Austria’s capital hosts 25 Christmas markets across the city each year, with the most popular at the resplendent Rathausplatz.

The theme Magic of Advent makes an immediate impact, with the city hall draped in lighting and giant Christmas wreaths adorning the square. And where better to enjoy the festive sounds of the many gospel choirs, brass bands and concertos taking place.

On the streets you can watch craftsmen making traditional wooden decorations. Take your kids to the Volkhaus workshop, which shows them how to make their own nativity figures.

Details: Until December 24. See christkindlmarkt.at.


Denmark was the first country to issue a Christmas stamp and has been bringing home the yuletide bacon in buckets ever since. The capital hosts a number of Christmas markets, but Tivoli Gardens remains the city’s favourite.

The park transforms into a winter wonderland, with rides and Nissekobing, or Elfland — a huge indoor Christmas town with hundreds of mechanical elves working towards their December 25 deadline.

After catering to your inner child, hit the beautifully decorated stalls for some æbleskiver doughnuts and a glug of glögg — a potent blend of red wine, cognac, rum and aquavit.

Glögg connoisseurs can make tracks for Hviid Vinstue, which serves up Copenhagen’s finest. If that’s not enough for you, try Carlsberg’s dark Julebryg (yulebrew), which is delivered across town on horse-drawn carriages bearing Danish flags and garlands of spruce — all begging the phrase that Carlsberg really does do Christmas markets.

Details: Until December 30. See visitcopenhagen.com.


Although Chicago missed out on Olympic glory this year, the city can take solace in hosting the world’s largest Christmas market west of the river Rhine.

The Christkindlmarket, organised by the German American Chamber of Commerce, welcomes more than one million visitors annually and can be considered unique for its spectacular setting.

Nestled below a plaza of illuminated skyscrapers, the market consists of dozens of striped huts twinkling in downtown Daley Square. More than 60 German vendors fly in especially to ‘Die Vindy City’ to set up stalls with all things teutonic, from bratwursts to authentic nutcrackers and cuckoo clocks.

Head to the Lufthansa Festival Tent, where the lederhosen-clad brass band won’t be long making you feel as if you’re in Bavaria.

Details: Until December 24. See christkindlmarket.com.


A unique symbiosis between planet politics and yuletide merriment, there’s no better place than Strasbourg’s Marché de Noël to spot an elected MEP washing down a gingerbread man with vin chaud.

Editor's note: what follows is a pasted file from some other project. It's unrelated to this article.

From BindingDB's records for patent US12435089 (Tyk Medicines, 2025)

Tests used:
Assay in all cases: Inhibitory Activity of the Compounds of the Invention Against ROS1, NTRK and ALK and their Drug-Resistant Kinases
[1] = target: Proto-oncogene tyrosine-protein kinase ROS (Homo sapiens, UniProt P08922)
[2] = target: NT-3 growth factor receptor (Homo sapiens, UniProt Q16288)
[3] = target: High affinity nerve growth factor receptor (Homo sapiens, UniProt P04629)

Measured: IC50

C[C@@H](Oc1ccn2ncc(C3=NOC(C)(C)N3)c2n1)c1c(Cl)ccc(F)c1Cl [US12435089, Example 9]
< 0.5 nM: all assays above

The charming Alsace capital is bedecked with 300 market chalets centred around the gigantic gothic cathedral, while also featuring a towering Christmas tree on Place Kléber, and a skating rink on Place du Château.

Soak up the joie de vivre as you stroll along La Petite France, a romantic neighbourhood of timbered fairytale buildings with Christmas shops.

Specialities retain a strong Franco-German fusion and include sausages with choucroute (pickled cabbages) and baeckeoffe stew. Check out Christmas music around the city, including a traditional performance of Handel’s Messiah.

Details: Until December 31. See noel.strasbourg.eu.


With 180 wooden stalls, the Nuremberg Christkindlmarkt is locally known as the ‘the little wooden town’ — and internationally known as the capital of Christmas markets. A staggering two million visitors converge annually on Nuremberg’s Hauptmarkt and its neighbouring streets to savour the atmosphere of a Bavarian Weihnachten.

With the scent of roast almonds and glühwein permeating the air, you can wander around the various districts which include an international area offering Christmas specialities from all over the world and a special Kindermarkt with activities for kids. Must-have souvenirs include the famous Zwetschenmännle, which are little toy men made from prunes — yet another testimony to innovative German manufacturing.

Keep your eye out for the reigning Market Angel and overnight German celebrity Johanna Heller (pictured). She scooped the prestigious title after locking tiaras with 12 other hopeful fräuleins in a competition similar to the Rose or Tralee, albeit for would-be fairies.

Details: Until December 24. See christkindlesmarkt.de.

– Thomas Breathnach